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5 Benefits of Watermelon That Will Make You Love It Even More

Watermelon may be the quintessential summer fruit, but it’s also delicious year-round. Its high water content makes it refreshing on hot days, but its high vitamin C content gives it great anti-inflammatory properties and helps your body fight off infection and disease, too. And that’s not all! Here are five benefits of watermelon that will make you love it even more than you already do.


8 reasons to start eating more watermelon today

They’re naturally low in calories and packed with vitamins. They fill you up for hours. They contain compounds that boost brain function and keep your body hydrated. They look great in a fruit salad or on their own as a snack. What other health benefits do watermelons have? Keep reading to learn more!


1) Helps prevent constipation

Cholesterol, sodium and a host of other bad stuff can build up in your body if you don’t drink enough water. One simple solution to help keep your digestive system healthy is to eat more watermelon, which contains dietary fiber that promotes regularity. Eating watermelon regularly can also increase levels of uric acid in your urine. Uric acid is a natural diuretic that helps flush excess fluids from your body; as such, it could even help prevent some forms of kidney stones. Plus, high uric acid levels are linked with reduced inflammation around joints, making watermelon an ideal choice for anyone with arthritis or another joint condition.


2) Low in calories, high in fiber

Of course, watermelon is great because it’s sweet and delicious. But watermelons are also a good source of both vitamin C and lycopene, which may reduce our risk for certain types of cancer. And if you’re trying to lose weight, you’ll love that one cup (about four slices) contains only 46 calories. To top it off, one study found that people who ate watermelon lost more body fat than those who consumed other fruits!


3) Improves digestion

While some fruits may make you more gassy, watermelon actually has properties that can help alleviate digestive issues. The amino acid citrulline found in watermelon is converted into arginine, which helps promote better digestive function and improves the health of your heart. (1) Soothes sore throats: Watermelons contain both potassium and magnesium, two minerals known to ease discomfort in your throat caused by a sore or dry cough or colds. Drinking water infused with chunks of watermelon can also provide relief from a sore throat by helping you to breathe easier. (2) Removes toxins: Many commercial juices are filtered using large amounts of chemicals like chlorine and synthetic substances that eventually find their way into our bodies in harmful ways.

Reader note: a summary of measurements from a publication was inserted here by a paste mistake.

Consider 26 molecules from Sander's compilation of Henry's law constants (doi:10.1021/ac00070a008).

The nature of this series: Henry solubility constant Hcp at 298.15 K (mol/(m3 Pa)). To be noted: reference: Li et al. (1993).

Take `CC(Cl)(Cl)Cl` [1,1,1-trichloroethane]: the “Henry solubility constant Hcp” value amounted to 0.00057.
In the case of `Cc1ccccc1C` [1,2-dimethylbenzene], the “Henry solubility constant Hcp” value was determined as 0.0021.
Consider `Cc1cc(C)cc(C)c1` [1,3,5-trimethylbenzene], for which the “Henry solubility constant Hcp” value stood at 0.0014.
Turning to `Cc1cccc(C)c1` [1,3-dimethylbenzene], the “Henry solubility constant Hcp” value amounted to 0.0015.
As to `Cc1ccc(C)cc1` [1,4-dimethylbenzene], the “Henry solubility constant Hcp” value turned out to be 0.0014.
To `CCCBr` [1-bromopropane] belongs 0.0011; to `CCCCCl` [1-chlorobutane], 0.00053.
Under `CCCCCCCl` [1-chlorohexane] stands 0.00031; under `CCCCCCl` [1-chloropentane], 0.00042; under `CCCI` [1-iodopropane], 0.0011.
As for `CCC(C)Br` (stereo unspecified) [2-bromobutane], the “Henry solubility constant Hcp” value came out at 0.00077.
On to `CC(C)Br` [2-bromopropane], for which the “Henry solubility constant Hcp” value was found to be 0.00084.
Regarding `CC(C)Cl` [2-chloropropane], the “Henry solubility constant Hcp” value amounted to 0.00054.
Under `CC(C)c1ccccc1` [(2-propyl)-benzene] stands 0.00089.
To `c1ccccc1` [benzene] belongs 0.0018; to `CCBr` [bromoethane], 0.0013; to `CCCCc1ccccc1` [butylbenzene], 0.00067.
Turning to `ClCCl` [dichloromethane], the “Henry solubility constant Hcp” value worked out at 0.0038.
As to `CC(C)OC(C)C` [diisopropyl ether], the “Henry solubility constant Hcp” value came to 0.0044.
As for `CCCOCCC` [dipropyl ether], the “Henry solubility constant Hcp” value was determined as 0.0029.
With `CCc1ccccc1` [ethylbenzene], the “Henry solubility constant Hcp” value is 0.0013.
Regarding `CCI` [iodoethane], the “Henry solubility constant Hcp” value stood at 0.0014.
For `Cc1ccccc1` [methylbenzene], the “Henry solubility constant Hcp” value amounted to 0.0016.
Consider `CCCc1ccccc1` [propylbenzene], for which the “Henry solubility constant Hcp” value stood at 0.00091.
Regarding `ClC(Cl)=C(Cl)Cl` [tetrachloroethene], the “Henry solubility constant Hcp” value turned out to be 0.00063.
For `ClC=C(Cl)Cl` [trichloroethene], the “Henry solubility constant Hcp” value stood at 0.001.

4) Is naturally hydrating

Dehydration is one of those silent killers—you’ll likely never feel it until you realize you can’t remember a time when you weren’t thirsty. The body is made up almost entirely (90 percent!) of water, and our brains are 70 percent water. So it should be no surprise that inadequate water intake makes for dull and tired thoughts, irritability, and fatigue. An easy way to combat dehydration? Eating more fruits and vegetables like watermelon that have high amounts of hydrating H2O! If drinking plenty of pure water leaves you feeling like a wet rag, try infusing some flavor into your glass with some melon slices.


Conclusion

If you’re not currently a fan of watermelon, I hope that by now, you have a newfound appreciation for it. Not only is it nutritious and tasty, but it’s also low in calories and very filling. For example, if you typically reach for ice cream or chips when you get cravings, swapping them out for watermelon could save hundreds (maybe even thousands) of calories per week. Plus, there are several other health benefits that make watermelons worth including in your diet on a regular basis. If you like how watermelons taste, it’s safe to say that you should enjoy them more often—and knowing their many health benefits is all the more reason to keep eating them regularly!


Sherlock Holmes

Private Detective, London